Adjusting themselves to the neoliberal reality, universities worldwide are turning increasingly toward corporate management models and marketization. What impact are these shifts likely to have on the traditional role of the university as a public sphere?

The increasing corporatization of higher education poses a dire threat to its role as a democratic public sphere and a vital site where students can learn to address important social issues, be self-reflective and learn the knowledge, values and ideas central to deepening and expanding the capacities they need to be engaged and critical agents. Under neoliberalism, higher education is dangerous because it has the potential to educate young people to think critically and learn how to hold power accountable. Unfortunately, with the rise of the corporate university which now defines all aspects of governing, curriculum, financial matters and a host of other academic policies, education is now largely about training, creating an elite class of managers, and eviscerating those forms of knowledge that conjure up what might be considered dangerous forms of moral witnessing and collective political action.

Any subject or mode of knowledge that does not serve the instrumental needs of capital is rendered disposable, suggesting that the only value of any worth is exchange value; the only pedagogical practice of any value must be reduced to a commercial transaction. The corporate university is the ultimate expression of a disimagination machine, which employs a top-down authoritarian style of power, mimics a business culture, infantilizes students by treating them as consumers, and depoliticizes faculty by removing them from all forms of governance. As William Boardman argues, the destruction of higher education "by the forces of commerce and authoritarian politics is a sad illustration of how the democratic ethos (educate everyone to their capacity, for free) has given way to exploitation (turning students into a profit center that has the serendipitous benefit of feeding inequality)."

"Any subject or mode of knowledge that does not serve the instrumental needs of capital is rendered disposable."

Particularly disturbing here is the corporate university’s attempt to wage a war on higher education by reducing the overwhelming number of faculty to part-time help with no power, benefits or security. Many part-time and non-tenured faculty in the United States qualify for food stamps and are living slightly above the poverty level. The slow death of the university as a center of critique, a fundamental source of civic education and a crucial public good make available the fundamental framework for the emergence of a formative culture that produces and legitimates an authoritarian society. The corporatization of higher education constitutes a serious strike against democracy and gives rise to the kind of thoughtlessness that Hanna Arendt believed was at the core of totalitarianism.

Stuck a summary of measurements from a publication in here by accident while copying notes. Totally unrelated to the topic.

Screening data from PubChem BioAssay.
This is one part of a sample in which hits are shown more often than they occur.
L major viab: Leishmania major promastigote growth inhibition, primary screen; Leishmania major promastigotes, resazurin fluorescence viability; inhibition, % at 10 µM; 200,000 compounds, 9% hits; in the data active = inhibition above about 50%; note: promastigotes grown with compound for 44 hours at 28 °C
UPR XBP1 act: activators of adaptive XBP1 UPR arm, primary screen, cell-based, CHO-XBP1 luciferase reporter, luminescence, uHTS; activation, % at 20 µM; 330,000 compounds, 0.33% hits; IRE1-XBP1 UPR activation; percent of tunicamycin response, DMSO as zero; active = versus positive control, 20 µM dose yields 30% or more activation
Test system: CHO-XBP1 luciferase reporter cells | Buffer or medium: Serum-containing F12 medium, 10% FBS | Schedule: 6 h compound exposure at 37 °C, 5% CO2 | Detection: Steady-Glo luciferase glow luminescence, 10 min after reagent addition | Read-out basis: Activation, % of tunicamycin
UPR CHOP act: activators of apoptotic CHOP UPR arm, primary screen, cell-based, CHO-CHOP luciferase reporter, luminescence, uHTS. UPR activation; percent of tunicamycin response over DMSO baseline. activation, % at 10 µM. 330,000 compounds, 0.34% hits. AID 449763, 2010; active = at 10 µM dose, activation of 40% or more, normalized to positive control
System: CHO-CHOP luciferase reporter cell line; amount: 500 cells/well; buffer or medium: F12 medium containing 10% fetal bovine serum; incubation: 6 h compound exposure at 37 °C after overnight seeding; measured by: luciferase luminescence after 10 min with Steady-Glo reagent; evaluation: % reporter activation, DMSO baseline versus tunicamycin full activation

A glimpse of such thoughtlessness was on display recently at Rutgers University when the university offered an honorary degree to Condoleezza Rice, while offering to pay her $35,000 and to pay her to give a commencement speech. There is no honor in giving such a prestigious degree to a war criminal. Too many universities have become captives of corporate power. For instance, New York University, in its attempt to expand the reach of neoliberal academic globalization, constructed a campus in Abu Dhabi, the capital of the United Arab Emirates, in which, as The New York Times pointed out, workers were beaten and deported for going on strike, forced to pay recruitment fees that added up to a year’s wages, and had their passports held in order to squelch dissent. But, then again, higher education is now firmly entrenched in what President Eisenhower once called the military-industrial-academic complex.

What role does popular culture play in contemporary democratic life?